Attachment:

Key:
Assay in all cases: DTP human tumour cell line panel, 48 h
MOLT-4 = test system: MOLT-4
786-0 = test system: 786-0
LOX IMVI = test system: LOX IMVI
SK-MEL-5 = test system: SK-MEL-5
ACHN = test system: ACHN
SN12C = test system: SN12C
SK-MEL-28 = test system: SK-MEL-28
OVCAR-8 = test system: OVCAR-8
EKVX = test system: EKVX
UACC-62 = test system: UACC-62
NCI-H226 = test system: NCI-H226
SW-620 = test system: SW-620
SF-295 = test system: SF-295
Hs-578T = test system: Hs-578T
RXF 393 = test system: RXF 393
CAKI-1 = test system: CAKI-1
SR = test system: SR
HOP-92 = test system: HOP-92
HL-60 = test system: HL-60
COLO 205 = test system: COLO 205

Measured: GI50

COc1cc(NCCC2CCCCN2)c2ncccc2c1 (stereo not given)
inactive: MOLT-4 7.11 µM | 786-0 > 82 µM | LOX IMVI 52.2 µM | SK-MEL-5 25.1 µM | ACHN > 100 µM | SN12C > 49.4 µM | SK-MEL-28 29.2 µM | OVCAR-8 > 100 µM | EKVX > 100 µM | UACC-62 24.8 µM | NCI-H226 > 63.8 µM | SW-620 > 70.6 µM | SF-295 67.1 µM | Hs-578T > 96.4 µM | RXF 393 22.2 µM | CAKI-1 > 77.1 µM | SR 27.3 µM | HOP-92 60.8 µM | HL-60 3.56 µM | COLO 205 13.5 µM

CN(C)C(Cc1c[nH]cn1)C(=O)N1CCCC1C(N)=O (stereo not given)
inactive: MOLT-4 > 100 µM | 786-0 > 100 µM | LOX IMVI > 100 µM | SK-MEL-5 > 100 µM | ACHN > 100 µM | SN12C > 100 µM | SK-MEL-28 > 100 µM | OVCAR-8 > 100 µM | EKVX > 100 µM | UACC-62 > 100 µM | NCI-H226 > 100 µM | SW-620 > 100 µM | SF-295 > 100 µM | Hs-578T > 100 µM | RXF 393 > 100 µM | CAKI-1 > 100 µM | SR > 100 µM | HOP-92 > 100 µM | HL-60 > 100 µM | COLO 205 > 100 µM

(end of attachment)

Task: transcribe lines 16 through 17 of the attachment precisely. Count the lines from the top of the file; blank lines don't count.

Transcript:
Hs-578T = test system: Hs-578T
RXF 393 = test system: RXF 393